BLACK DEATH (2010)
Black Death is a horror/thriller set in 1348 during the Black Plague. The land is being ravaged and the clergy say it is a pestilence from God as punishment for man’s sins. The film follows the story of young monk Osmund (Eddie Redmayne) who has fallen for a pretty young woman (Kimberley Nixon) and has sent her deep into the woods to take sanctuary from the sickness. Osmund prays to find a way to escape the monastery and join her and sees an opportunity to do exactly that when a group of soldiers, headed by veteran knight Ulric (Sean Bean), needs a holy man to guide them to a remote village near where his Averill has fled. But it is a village said to be ruled by a necromancer and for practicing witchcraft and the knights are tasked with the necromancer’s capture. Osmund accompanies the knights, but his young love is nowhere to be found and once they arrive in the village, they do discover a seemingly peaceful sanctuary free of the plague and the chaos it creates. But looks can be deceiving and Osmund and the knights find this place may actually be more Hell than Eden and a Hell they may not escape from.
Brit director Christopher Smith (Creep, Severance,Triangle) uses his setting of the Black Plague to maintain an atmosphere of dread even before we reach the village and then amplifies it by letting us know there is something not right about this seemingly idyllic place as soon as we arrive. It’s not soon after that the true nature of the village is revealed and Smith then uses his tale, written by Dario Poloni, to ask cynical questions about religion and the misuse of the power of belief by the people who claim to support those beliefs. Are they representing their deities or serving their own whims of power and control? And the best part is that Smith keeps the questions subtle enough so not to disrupt the entertainment. It is a movie after all and good one that keeps the audience on the edge as to whether the evils are supernatural or all too human.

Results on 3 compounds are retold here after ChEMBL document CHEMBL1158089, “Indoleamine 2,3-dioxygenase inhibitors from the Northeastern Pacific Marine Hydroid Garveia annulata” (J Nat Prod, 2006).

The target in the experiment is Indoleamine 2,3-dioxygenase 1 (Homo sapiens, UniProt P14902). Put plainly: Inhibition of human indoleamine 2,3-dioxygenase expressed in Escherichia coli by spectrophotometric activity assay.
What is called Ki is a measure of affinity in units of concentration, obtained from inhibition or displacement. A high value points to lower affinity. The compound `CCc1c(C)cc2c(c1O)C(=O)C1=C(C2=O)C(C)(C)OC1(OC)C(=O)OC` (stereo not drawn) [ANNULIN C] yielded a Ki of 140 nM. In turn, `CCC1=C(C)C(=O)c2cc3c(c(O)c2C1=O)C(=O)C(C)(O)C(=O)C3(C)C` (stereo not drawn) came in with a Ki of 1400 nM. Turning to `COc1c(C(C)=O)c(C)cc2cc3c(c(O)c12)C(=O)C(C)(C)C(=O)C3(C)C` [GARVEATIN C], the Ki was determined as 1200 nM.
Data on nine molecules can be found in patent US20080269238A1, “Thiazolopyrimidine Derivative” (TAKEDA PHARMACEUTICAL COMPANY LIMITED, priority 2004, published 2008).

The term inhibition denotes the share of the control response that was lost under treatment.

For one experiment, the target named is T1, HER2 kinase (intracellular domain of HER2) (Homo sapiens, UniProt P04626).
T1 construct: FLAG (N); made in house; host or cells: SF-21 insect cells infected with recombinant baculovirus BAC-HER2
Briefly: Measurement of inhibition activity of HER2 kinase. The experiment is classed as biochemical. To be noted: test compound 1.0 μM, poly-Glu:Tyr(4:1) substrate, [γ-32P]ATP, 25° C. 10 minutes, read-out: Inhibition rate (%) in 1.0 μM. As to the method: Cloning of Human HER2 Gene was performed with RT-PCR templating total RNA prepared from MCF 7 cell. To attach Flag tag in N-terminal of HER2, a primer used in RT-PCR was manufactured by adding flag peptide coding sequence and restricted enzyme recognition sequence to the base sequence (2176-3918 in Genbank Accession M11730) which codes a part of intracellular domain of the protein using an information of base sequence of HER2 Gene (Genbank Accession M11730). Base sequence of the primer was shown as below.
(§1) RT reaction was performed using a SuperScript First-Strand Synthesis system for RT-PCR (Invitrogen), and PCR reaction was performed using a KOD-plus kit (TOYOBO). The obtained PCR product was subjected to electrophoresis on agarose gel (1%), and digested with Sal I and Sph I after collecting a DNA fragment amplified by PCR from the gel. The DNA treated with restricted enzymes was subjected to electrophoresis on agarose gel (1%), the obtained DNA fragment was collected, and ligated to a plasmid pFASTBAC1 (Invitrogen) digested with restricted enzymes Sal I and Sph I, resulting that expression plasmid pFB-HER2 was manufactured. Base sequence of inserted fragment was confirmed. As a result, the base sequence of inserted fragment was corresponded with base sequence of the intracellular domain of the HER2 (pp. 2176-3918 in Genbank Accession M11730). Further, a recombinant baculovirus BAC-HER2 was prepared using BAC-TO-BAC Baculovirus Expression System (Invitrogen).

Smith commands a good cast, including the always top notch Sean Bean, who helps Smith make this dark tale work. The contrast between the cynical soldiers and naive monk give it weight. Things then get interesting when we add the villagers…led by Tim McInnerny as the charismatic leader Hob and Carice van Houten as Langiva, a mysterious woman who may have unnatural powers…who evoke thoughts of more contemporary stories such as Jonestown and the events at Waco. Extra props to young Eddie Redmayne for effecting the gradual transformation of the monk Osmund from naive young monk to…well, you’ll have to watch to find out.
The pace is moderate and that serves the story and it is a gloomy tale and Smith doesn’t shy away from it’s dark nature or wrap things up in a pretty bow once the credits roll. Black Death is not only a tale of atmosphere and mystery, but it is a very graphic and violent tale. All the more effective as Smith doesn’t overuse his blood and gore, but only when it’s needed to punctuate a scene and add impact where the story needs some added intensity.
A good flick from a talented director who mixes an entertaining and chilling story with a little food for thought about faith, belief and those who would use it for their own devices. A dark but satisfying horror from a filmmaker with an already diverse filmography.
3 Beans on a hooded horse… just go with it…